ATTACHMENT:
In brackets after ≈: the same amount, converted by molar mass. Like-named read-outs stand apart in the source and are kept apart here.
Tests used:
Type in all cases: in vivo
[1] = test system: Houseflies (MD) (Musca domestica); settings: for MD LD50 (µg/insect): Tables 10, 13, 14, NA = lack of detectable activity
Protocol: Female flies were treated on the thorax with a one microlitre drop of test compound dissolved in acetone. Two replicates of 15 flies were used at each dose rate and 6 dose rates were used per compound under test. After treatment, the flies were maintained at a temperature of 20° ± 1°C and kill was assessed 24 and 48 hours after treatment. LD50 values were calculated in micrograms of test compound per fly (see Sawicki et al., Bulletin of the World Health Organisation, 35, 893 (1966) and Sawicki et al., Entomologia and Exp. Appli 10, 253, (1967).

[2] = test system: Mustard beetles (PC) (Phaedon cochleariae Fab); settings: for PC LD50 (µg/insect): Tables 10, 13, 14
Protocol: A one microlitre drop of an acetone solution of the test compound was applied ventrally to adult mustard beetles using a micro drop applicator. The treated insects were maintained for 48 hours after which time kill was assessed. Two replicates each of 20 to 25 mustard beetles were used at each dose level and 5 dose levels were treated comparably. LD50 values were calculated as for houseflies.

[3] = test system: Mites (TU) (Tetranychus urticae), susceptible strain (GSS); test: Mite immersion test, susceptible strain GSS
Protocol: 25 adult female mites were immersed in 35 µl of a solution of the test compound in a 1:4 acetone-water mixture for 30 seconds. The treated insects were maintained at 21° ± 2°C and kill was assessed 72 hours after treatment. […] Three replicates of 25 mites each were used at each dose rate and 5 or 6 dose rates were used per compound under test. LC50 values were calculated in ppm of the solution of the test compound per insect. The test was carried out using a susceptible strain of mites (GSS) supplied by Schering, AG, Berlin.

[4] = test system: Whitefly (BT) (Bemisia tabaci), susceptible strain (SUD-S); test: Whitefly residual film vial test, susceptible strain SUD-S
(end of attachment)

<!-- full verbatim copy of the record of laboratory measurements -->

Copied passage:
In brackets after ≈: the same amount, converted by molar mass. Like-named read-outs stand apart in the source and are kept apart here.
Tests used:
Type in all cases: in vivo
[1] = test system: Houseflies (MD) (Musca domestica); settings: for MD LD50 (µg/insect): Tables 10, 13, 14, NA = lack of detectable activity
Protocol: Female flies were treated on the thorax with a one microlitre drop of test compound dissolved in acetone. Two replicates of 15 flies were used at each dose rate and 6 dose rates were used per compound under test. After treatment, the flies were maintained at a temperature of 20° ± 1°C and kill was assessed 24 and 48 hours after treatment. LD50 values were calculated in micrograms of test compound per fly (see Sawicki et al., Bulletin of the World Health Organisation, 35, 893 (1966) and Sawicki et al., Entomologia and Exp. Appli 10, 253, (1967).

[2] = test system: Mustard beetles (PC) (Phaedon cochleariae Fab); settings: for PC LD50 (µg/insect): Tables 10, 13, 14
Protocol: A one microlitre drop of an acetone solution of the test compound was applied ventrally to adult mustard beetles using a micro drop applicator. The treated insects were maintained for 48 hours after which time kill was assessed. Two replicates each of 20 to 25 mustard beetles were used at each dose level and 5 dose levels were treated comparably. LD50 values were calculated as for houseflies.

[3] = test system: Mites (TU) (Tetranychus urticae), susceptible strain (GSS); test: Mite immersion test, susceptible strain GSS
Protocol: 25 adult female mites were immersed in 35 µl of a solution of the test compound in a 1:4 acetone-water mixture for 30 seconds. The treated insects were maintained at 21° ± 2°C and kill was assessed 72 hours after treatment. […] Three replicates of 25 mites each were used at each dose rate and 5 or 6 dose rates were used per compound under test. LC50 values were calculated in ppm of the solution of the test compound per insect. The test was carried out using a susceptible strain of mites (GSS) supplied by Schering, AG, Berlin.

[4] = test system: Whitefly (BT) (Bemisia tabaci), susceptible strain (SUD-S); test: Whitefly residual film vial test, susceptible strain SUD-S